Good morning! I hope your day is off to a nice start.
The past few days have been a whirlwind. We buried my dad on Saturday, ending a monthlong saga that began with a visit to the doctor and took us through uncharted territory as we figured out all the details of coordinating two funeral homes, transporting him back home, and gathering friends and relatives in the time of Covid. But other than the freezing cold, it was a fitting memorial to a great man.
I wish I could say it’s all behind us, but it’s not. I’ve been down this road before. His birthday is coming up in a month. Every first holiday will bring memories. All the times we would normally get together will be a painful reminder that those days are gone. And, as we finalize the details of his estate, every little step will bring an onslaught of emotions. But we’ll get there. And with each day, it’ll get a little easier.
Life is supposed to prepare us for times like this, and I guess in ways we can’t fully understand, it does. Going through it reminded me of my first several times onstage, where I was running on pure adrenaline. The show itself is pretty much a blur, and afterward you can barely remember anything that happened. Okay, that happened for the first several years. But you get the point.
Life often seems like a boring cycle of repetition, where we do the same things every day, with just a few changes. But every day we do certain things for the first time ever. Maybe nothing as exciting as jumping out of an airplane, but even the things that feel repetitive are laced with first-time variations. I cook that way on purpose. Sure, sometimes it goes in the garbage. But therein lies the sense of adventure.
It’s easy to fall into that mindset where you think nothing ever changes, but every day brings new challenges and adventures. At least that’s what the boss calls them. A former manager used to call me into his office and say, “Dave, I have an opportunity for you!” What that meant was something needed to be done, and he wasn’t going to do it. And more often than not, there was nothing exciting about it.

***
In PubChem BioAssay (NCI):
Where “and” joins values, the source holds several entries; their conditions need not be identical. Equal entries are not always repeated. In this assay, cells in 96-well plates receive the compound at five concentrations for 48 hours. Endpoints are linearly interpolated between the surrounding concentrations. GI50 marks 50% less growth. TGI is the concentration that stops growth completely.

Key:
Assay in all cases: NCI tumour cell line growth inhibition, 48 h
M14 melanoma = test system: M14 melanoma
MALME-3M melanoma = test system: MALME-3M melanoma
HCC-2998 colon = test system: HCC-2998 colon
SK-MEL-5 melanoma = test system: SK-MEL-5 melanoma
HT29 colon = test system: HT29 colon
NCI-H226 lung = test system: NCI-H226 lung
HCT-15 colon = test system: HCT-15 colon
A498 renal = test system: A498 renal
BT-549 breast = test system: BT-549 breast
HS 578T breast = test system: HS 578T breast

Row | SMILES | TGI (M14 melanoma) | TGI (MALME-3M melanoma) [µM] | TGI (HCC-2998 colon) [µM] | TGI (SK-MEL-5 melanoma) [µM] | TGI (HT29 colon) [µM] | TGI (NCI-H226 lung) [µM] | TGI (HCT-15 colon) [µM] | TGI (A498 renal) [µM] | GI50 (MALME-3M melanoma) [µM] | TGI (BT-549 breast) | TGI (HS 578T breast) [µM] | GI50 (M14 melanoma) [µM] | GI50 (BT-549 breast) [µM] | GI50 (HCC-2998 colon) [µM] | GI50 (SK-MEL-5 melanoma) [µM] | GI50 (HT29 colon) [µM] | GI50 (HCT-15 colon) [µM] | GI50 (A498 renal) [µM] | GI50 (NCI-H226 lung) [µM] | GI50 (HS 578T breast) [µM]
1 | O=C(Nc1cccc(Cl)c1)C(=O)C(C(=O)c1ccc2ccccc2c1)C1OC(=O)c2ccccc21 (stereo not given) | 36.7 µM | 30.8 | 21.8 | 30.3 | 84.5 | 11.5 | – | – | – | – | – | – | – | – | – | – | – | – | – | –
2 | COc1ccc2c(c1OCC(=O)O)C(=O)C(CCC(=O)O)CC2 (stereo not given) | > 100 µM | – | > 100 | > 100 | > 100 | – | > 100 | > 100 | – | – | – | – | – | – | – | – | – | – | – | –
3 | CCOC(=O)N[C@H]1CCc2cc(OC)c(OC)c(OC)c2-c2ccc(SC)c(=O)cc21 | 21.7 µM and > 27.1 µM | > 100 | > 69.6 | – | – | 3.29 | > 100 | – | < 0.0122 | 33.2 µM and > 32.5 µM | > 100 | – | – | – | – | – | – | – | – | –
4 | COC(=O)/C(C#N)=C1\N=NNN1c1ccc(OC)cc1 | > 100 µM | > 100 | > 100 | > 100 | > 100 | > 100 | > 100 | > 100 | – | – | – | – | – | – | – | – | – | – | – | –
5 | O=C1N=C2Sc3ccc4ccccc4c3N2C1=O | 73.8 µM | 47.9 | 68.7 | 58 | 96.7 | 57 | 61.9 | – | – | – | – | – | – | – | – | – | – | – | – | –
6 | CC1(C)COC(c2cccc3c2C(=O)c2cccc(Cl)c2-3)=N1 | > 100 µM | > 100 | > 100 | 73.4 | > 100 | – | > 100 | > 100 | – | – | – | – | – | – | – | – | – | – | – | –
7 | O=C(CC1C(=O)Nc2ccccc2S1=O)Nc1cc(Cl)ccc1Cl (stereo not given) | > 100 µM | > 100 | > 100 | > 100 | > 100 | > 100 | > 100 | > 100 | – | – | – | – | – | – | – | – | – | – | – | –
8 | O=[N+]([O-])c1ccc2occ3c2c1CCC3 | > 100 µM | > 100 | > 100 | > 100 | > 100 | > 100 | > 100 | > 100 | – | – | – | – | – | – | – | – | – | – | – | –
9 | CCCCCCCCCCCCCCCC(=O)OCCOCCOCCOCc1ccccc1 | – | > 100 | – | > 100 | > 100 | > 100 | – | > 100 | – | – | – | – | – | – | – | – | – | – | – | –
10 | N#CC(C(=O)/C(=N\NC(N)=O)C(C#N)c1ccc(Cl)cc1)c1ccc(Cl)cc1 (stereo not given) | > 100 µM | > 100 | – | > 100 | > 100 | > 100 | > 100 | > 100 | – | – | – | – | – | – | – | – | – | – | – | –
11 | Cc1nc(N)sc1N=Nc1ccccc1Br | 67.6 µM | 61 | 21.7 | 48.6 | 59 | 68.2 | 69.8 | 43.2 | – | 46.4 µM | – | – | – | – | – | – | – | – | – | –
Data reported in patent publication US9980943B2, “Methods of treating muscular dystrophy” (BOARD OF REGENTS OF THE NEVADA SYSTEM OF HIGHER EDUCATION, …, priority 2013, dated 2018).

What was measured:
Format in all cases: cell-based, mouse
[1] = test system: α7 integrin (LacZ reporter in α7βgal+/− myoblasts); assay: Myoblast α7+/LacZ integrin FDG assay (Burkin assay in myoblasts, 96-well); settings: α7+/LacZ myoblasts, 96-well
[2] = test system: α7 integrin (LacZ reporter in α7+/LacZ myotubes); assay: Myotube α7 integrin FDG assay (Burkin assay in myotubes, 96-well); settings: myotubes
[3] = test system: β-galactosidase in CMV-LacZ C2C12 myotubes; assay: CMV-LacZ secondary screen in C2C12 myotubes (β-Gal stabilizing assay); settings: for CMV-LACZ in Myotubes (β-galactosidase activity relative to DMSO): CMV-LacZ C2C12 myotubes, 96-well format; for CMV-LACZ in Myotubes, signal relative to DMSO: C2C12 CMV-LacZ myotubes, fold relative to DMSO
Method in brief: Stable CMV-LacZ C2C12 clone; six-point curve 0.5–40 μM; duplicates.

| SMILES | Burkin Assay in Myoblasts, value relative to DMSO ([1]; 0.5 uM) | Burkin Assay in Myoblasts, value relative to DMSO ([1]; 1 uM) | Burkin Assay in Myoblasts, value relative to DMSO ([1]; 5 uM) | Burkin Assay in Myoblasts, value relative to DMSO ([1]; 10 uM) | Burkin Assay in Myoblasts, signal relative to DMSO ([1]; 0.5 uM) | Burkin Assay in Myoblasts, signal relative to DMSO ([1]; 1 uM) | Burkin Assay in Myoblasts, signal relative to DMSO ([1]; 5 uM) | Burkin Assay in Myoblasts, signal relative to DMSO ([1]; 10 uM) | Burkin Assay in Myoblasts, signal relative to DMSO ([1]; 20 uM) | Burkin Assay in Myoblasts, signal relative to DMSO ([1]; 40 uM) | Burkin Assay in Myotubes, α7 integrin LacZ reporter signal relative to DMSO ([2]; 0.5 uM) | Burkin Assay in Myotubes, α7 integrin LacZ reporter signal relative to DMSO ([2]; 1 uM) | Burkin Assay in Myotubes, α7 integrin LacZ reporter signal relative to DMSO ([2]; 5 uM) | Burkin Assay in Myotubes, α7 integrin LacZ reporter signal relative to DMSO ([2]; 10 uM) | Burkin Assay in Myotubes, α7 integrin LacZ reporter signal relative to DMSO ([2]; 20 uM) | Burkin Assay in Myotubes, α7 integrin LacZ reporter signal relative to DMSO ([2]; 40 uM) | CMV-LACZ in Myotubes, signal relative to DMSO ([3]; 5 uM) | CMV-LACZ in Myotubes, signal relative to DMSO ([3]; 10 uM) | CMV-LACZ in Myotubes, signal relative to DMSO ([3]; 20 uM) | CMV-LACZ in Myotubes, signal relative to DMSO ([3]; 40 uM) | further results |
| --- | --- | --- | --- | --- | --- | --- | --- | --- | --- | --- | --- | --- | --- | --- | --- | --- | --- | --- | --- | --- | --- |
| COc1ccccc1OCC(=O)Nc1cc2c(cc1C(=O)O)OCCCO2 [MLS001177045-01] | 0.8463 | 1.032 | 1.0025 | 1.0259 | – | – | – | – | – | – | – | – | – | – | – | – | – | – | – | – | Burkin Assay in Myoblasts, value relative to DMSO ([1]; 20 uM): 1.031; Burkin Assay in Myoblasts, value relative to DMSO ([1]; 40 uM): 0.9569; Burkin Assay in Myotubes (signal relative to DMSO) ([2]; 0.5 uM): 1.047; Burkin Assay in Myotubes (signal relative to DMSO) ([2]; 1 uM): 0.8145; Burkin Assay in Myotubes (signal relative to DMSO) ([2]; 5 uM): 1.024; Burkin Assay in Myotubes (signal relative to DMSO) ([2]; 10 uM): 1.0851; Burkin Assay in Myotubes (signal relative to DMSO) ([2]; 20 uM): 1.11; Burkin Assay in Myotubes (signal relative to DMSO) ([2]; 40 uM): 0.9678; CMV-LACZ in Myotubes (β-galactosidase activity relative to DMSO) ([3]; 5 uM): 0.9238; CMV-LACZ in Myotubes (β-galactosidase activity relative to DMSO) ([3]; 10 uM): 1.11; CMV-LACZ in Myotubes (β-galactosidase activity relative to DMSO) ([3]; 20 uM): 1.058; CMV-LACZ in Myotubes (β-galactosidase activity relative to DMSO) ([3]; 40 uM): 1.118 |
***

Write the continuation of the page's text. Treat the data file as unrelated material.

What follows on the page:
But when we dig a little deeper, most of the things we do are laced with elements that require a little more thought than simply stirring the sauce. You make the same phone calls you make every day, and then somebody comes up with a new question. A bolt snaps off and you have to get creative about removing it. You run out of red paint and have to improvise.
In my business, we often say it’s all about duplication – just figure out what works and do it every day. But there’s a lot more to it than lather, rinse, and repeat. Every day we run into new scenarios that either challenge our thinking or add something to it. And it’s a good thing, too, because otherwise it would get pretty boring.
As a comedian, I loved being onstage. With very few exceptions, I started every show expecting to rock the house. But anybody who’s been there can tell you it doesn’t always work that way. You get halfway into your best joke and forget a line. A waitress drops a tray of drinks. A drunk in the back keeps yelling “Git ‘er done!” And that’s just in the first five minutes.
But you know, if I went onstage night after night and there were never any surprises, my comedy career would have lasted a few months at most. If I knew exactly what to expect every day on the job, I’d be looking for something else to do. And if I knew every call I made in my business would follow a scripted two-way dialogue to the letter, I’d get bored pretty fast.
The more we do something, the easier it becomes. And the more surprises we handle, the easier they become. You train your mind to think of solutions instead of memorizing a script. I had no idea how to go about shipping my dad back to Ohio. But I knew I could figure it out. And that sense of confidence is what allows us to navigate some of life’s most challenging moments with a sense of calm purpose.
It’s said that practice makes perfect, but we learn so much more from things we try for the very first time and those that don’t go according to plan. Mistakes will be made, and that’s all part of it. But when all is said and done, we’re better for having made those mistakes, and much better equipped to handle whatever pops up next.
That’s all for now. Have an awesome day!
© 2021 Dave Glardon – All rights reservedFollow @dglardon